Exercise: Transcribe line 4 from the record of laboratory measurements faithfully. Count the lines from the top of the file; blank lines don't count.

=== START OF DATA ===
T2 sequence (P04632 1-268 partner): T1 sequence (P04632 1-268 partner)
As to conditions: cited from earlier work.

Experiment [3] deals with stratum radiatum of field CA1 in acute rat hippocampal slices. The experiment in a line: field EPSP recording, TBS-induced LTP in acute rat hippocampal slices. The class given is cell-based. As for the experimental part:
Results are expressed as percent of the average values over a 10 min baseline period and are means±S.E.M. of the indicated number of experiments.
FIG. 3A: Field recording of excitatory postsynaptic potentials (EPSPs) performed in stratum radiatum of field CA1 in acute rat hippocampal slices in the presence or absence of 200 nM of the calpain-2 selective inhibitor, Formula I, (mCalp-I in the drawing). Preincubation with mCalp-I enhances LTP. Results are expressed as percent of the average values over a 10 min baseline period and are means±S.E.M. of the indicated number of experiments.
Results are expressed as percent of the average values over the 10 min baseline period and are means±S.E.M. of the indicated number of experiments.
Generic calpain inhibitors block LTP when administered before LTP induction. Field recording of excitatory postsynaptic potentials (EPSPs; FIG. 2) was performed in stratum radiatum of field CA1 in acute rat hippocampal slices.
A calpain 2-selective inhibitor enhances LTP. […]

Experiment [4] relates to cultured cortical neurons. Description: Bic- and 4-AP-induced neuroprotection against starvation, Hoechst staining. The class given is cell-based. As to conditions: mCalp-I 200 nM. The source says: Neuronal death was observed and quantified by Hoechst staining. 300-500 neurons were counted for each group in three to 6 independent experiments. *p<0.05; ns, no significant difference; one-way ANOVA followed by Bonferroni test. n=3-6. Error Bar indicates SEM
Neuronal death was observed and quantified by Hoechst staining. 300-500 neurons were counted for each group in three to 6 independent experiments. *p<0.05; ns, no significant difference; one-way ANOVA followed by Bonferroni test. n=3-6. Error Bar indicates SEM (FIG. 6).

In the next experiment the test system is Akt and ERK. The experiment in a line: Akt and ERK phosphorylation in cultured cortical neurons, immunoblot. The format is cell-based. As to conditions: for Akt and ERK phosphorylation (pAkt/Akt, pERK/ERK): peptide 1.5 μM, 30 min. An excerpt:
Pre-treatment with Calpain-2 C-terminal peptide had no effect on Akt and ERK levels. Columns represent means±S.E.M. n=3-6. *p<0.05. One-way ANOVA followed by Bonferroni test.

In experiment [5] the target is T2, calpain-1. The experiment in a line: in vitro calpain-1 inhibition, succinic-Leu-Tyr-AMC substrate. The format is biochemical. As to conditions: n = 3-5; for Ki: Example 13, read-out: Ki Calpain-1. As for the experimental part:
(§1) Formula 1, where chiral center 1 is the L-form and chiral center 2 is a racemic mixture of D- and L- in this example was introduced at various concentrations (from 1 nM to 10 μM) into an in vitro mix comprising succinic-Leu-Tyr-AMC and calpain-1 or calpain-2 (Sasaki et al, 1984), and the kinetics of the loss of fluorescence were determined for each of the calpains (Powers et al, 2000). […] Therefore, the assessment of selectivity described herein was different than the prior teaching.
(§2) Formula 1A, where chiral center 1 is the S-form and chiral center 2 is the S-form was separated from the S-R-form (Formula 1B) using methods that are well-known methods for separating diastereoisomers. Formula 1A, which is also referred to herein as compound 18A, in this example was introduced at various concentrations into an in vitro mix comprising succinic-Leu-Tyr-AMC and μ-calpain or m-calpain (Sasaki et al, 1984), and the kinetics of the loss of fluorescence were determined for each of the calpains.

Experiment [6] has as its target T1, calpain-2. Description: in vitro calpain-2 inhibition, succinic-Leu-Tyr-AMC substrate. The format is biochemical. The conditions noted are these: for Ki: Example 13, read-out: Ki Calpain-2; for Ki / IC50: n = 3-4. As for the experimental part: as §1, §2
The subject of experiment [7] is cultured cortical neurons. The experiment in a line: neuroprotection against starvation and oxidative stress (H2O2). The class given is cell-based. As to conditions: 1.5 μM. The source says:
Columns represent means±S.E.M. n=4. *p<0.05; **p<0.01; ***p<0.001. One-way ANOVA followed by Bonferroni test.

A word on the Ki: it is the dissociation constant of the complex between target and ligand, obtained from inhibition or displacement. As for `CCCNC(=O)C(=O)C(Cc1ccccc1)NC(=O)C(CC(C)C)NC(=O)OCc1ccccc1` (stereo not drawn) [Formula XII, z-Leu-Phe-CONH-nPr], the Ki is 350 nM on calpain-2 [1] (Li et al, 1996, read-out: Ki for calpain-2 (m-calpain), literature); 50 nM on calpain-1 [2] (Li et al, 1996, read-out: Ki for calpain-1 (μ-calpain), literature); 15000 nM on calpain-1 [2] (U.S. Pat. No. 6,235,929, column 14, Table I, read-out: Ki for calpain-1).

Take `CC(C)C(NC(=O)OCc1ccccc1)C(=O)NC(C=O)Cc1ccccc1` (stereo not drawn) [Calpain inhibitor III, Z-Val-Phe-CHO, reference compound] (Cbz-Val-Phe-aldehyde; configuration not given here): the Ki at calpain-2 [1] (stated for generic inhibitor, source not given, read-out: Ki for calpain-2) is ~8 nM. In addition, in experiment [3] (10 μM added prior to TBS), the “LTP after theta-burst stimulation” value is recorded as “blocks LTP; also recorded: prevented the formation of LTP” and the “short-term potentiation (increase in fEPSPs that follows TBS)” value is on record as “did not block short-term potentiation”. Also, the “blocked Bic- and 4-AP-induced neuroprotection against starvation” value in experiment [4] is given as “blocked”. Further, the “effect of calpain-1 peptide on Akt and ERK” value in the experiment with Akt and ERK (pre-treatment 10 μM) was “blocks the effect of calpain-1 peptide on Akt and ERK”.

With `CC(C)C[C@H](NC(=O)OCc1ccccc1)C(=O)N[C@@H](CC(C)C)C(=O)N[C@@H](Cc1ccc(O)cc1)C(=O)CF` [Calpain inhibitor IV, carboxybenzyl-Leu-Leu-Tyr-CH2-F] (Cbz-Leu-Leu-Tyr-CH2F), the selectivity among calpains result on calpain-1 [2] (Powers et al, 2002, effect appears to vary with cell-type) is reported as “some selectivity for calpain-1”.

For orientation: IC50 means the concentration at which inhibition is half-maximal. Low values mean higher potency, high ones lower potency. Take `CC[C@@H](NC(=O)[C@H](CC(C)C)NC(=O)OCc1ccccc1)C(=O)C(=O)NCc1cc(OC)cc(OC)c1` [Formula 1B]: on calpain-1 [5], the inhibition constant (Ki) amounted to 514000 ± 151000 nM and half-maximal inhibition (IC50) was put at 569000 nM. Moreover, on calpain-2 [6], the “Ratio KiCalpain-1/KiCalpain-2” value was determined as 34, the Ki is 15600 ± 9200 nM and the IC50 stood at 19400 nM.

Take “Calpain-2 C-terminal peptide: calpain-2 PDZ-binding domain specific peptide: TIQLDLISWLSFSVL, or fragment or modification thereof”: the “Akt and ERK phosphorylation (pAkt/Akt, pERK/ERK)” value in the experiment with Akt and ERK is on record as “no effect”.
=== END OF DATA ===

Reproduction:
Results are expressed as percent of the average values over a 10 min baseline period and are means±S.E.M. of the indicated number of experiments.